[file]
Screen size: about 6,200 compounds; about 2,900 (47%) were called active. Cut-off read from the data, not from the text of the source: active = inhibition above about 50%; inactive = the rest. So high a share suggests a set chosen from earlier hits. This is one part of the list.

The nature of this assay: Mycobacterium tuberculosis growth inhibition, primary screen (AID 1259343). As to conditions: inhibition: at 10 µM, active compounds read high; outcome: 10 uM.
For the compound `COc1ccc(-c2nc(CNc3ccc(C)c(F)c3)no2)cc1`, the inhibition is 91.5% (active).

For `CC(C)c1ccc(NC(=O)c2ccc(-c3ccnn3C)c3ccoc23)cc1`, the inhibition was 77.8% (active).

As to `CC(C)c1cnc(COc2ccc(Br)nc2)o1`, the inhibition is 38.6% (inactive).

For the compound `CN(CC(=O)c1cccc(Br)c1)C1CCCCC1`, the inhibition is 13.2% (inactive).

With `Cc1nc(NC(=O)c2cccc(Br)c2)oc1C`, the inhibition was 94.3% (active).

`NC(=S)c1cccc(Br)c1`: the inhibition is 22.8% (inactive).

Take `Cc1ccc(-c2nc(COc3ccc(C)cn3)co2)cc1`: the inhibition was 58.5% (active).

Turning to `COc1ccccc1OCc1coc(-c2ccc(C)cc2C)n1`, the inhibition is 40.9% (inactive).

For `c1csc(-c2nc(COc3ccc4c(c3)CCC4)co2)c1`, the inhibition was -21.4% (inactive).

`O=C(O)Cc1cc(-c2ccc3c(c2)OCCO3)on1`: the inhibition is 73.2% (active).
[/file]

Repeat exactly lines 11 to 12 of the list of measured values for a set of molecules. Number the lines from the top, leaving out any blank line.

For `c1csc(-c2nc(COc3ccc4c(c3)CCC4)co2)c1`, the inhibition was -21.4% (inactive).

`O=C(O)Cc1cc(-c2ccc3c(c2)OCCO3)on1`: the inhibition is 73.2% (active).